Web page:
Another pivotal scene finds thin Patty bonding with a transgender girl over their lingering insecurities and reluctance to wear bikinis in public. (There is little continuity to these insecurities. In other scenes, Patty strips down to her underwear to wantonly seduce older men.)
“I used to be fat,” Patty tells her. “I used to be a guy,” she replies. “If anybody understands being uncomfortable in my own skin, it’s me.” It falsely equates a hot white woman’s “I just need to lose 10 more pounds” insecurity with the gender identity struggle and journey of a trans person.
As for the accusations of fat-shaming, aside from the grotesque spirit behind the Fatty Patty flashback scenes, there are more than a few truly honest and meaningful moments in which Patty confronts her body image and self-worth. The issue is the whiplash-inducing way the show then contradicts these moments in service of a sexy, soapy plot.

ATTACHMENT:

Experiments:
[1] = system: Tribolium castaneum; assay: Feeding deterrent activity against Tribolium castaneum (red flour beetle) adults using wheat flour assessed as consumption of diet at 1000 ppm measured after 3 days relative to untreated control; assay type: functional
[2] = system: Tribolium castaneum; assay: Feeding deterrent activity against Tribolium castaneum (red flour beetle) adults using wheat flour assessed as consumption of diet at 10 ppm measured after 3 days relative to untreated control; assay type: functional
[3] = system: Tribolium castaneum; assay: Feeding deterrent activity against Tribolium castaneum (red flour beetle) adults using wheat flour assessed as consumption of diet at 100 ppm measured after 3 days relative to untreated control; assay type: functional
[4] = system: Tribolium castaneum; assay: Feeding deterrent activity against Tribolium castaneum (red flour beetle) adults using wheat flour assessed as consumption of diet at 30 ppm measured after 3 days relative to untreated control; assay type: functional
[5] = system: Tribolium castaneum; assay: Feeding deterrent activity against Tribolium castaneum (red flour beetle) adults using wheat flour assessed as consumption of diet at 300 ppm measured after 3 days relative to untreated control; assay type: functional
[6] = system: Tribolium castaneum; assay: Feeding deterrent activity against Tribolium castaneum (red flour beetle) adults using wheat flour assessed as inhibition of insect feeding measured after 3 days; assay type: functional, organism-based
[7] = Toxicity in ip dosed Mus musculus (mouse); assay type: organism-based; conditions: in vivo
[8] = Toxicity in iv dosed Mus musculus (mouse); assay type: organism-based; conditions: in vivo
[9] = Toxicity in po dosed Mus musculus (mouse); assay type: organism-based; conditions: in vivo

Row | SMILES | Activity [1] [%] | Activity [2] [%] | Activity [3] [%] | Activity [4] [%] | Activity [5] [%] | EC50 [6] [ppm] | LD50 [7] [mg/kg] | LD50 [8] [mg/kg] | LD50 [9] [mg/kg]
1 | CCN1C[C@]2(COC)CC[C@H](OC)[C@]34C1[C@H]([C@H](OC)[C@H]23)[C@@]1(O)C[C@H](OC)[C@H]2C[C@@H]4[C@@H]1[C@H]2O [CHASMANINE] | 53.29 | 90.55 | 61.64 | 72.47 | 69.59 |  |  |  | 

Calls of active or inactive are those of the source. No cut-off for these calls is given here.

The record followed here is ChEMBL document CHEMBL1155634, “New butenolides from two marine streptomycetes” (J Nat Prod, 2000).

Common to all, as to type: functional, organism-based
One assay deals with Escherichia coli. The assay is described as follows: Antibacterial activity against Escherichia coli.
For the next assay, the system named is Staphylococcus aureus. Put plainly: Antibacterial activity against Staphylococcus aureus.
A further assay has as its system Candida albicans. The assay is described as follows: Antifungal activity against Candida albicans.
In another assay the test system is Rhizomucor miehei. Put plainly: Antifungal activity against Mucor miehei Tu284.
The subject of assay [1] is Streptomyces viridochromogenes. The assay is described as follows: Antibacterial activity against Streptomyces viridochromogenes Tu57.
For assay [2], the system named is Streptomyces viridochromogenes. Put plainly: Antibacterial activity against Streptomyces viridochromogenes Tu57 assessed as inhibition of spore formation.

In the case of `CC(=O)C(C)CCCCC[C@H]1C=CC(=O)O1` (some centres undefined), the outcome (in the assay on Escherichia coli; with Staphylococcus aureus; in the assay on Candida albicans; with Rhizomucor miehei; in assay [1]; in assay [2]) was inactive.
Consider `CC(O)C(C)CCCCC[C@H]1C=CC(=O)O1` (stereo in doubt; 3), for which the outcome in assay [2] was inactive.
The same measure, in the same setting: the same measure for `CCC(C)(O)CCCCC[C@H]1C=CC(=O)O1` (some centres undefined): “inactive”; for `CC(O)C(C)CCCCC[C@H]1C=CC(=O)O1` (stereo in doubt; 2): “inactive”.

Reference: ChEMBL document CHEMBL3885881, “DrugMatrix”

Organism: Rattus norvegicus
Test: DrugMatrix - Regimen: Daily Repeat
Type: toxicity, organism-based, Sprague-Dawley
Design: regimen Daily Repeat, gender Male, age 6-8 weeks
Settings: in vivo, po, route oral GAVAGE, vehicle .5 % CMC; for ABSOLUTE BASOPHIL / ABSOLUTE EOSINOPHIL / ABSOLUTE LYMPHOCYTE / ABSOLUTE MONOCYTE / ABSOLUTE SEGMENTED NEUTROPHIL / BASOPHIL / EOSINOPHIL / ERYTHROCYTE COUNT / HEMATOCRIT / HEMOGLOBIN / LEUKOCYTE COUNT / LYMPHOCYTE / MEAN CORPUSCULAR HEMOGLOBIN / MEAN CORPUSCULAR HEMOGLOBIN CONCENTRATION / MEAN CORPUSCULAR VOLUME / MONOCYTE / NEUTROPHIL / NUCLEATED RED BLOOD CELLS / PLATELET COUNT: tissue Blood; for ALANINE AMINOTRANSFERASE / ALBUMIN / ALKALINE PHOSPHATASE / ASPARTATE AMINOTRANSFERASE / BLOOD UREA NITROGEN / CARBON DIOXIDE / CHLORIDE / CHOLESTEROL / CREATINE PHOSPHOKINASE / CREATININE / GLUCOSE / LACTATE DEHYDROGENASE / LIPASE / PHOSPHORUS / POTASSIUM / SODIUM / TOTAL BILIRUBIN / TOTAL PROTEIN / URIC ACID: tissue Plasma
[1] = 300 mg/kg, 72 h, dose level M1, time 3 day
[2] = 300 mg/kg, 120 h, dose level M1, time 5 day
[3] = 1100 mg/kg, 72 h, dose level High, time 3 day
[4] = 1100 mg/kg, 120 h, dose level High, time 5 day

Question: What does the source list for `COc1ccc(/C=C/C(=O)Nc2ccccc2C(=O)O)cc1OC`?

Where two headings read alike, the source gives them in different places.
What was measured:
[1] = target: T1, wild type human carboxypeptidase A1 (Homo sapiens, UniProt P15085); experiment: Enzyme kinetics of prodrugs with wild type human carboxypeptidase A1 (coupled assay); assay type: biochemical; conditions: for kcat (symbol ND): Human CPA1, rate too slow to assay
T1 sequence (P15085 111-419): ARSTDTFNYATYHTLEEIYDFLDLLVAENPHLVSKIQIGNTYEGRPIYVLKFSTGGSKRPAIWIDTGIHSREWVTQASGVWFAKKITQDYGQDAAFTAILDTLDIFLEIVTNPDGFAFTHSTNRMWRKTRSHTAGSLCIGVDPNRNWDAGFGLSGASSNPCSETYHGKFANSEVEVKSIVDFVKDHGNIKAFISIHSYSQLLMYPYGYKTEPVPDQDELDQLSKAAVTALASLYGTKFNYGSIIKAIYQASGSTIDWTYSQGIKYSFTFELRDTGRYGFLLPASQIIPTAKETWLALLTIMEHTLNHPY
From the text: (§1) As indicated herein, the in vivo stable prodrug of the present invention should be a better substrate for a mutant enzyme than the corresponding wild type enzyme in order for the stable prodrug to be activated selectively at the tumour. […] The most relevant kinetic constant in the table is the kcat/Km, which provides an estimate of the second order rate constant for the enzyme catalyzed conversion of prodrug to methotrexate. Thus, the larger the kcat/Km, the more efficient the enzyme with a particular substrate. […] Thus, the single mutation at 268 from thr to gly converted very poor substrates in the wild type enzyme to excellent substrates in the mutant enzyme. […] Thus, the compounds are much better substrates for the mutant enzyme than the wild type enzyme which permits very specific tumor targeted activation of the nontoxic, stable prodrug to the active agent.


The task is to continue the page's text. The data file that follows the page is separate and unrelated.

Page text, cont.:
In reading about all this, you might not expect that the greater throughline of the show is Patty’s entry into the world of beauty pageants. She is recruited by her lawyer, played by Dallas Roberts, who moonlights as a pageant coach and sees her as his ticket to the top of that world.
The thing is, there’s a lot of fun to be had in Insatiable, and in that world. There is a nearly absurd array of characters orbiting Patty and her lawyer/pageant coach, Bob. They’re all written so brightly as to shine in more than a few moments—Alyssa Milano as Bob’s wife and Sarah Colonna as Patty’s mom, in particular, give wonderful, bold performances. But too often, these bright characters mixed all together prove almost blinding.
There’s a soap opera nature to the show that, for all of its problems settling on a coherent tone, makes the episodes move quickly. The series, in turn, is appropriately bingeable. But that soapiness is another of the show’s missteps. Nearly every character conspires against every other and almost none of their actions are well-intentioned. That collective evilness juxtaposes against the intended messaging’s positivity.